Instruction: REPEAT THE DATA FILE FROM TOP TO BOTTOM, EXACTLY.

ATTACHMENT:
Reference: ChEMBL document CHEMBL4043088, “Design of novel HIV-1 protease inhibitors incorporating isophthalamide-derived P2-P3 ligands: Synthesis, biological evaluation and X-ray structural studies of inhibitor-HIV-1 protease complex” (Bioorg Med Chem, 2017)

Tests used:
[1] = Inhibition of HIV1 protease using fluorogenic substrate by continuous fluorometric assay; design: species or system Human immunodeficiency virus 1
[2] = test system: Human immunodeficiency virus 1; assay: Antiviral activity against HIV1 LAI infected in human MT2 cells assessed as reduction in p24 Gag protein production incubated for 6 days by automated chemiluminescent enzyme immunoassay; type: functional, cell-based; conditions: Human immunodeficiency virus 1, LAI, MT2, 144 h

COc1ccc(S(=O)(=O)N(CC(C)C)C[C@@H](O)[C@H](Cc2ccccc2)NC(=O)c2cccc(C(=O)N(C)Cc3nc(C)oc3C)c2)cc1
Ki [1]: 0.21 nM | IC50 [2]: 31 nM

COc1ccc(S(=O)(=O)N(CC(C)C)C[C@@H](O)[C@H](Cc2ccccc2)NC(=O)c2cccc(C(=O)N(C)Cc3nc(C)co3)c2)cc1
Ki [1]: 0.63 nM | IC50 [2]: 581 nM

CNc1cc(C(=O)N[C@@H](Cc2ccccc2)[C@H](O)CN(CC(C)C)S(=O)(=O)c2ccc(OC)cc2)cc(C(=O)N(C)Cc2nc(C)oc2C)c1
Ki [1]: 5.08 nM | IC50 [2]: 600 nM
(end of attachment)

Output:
Reference: ChEMBL document CHEMBL4043088, “Design of novel HIV-1 protease inhibitors incorporating isophthalamide-derived P2-P3 ligands: Synthesis, biological evaluation and X-ray structural studies of inhibitor-HIV-1 protease complex” (Bioorg Med Chem, 2017)

Tests used:
[1] = Inhibition of HIV1 protease using fluorogenic substrate by continuous fluorometric assay; design: species or system Human immunodeficiency virus 1
[2] = test system: Human immunodeficiency virus 1; assay: Antiviral activity against HIV1 LAI infected in human MT2 cells assessed as reduction in p24 Gag protein production incubated for 6 days by automated chemiluminescent enzyme immunoassay; type: functional, cell-based; conditions: Human immunodeficiency virus 1, LAI, MT2, 144 h

COc1ccc(S(=O)(=O)N(CC(C)C)C[C@@H](O)[C@H](Cc2ccccc2)NC(=O)c2cccc(C(=O)N(C)Cc3nc(C)oc3C)c2)cc1
Ki [1]: 0.21 nM | IC50 [2]: 31 nM

COc1ccc(S(=O)(=O)N(CC(C)C)C[C@@H](O)[C@H](Cc2ccccc2)NC(=O)c2cccc(C(=O)N(C)Cc3nc(C)co3)c2)cc1
Ki [1]: 0.63 nM | IC50 [2]: 581 nM

CNc1cc(C(=O)N[C@@H](Cc2ccccc2)[C@H](O)CN(CC(C)C)S(=O)(=O)c2ccc(OC)cc2)cc(C(=O)N(C)Cc2nc(C)oc2C)c1
Ki [1]: 5.08 nM | IC50 [2]: 600 nM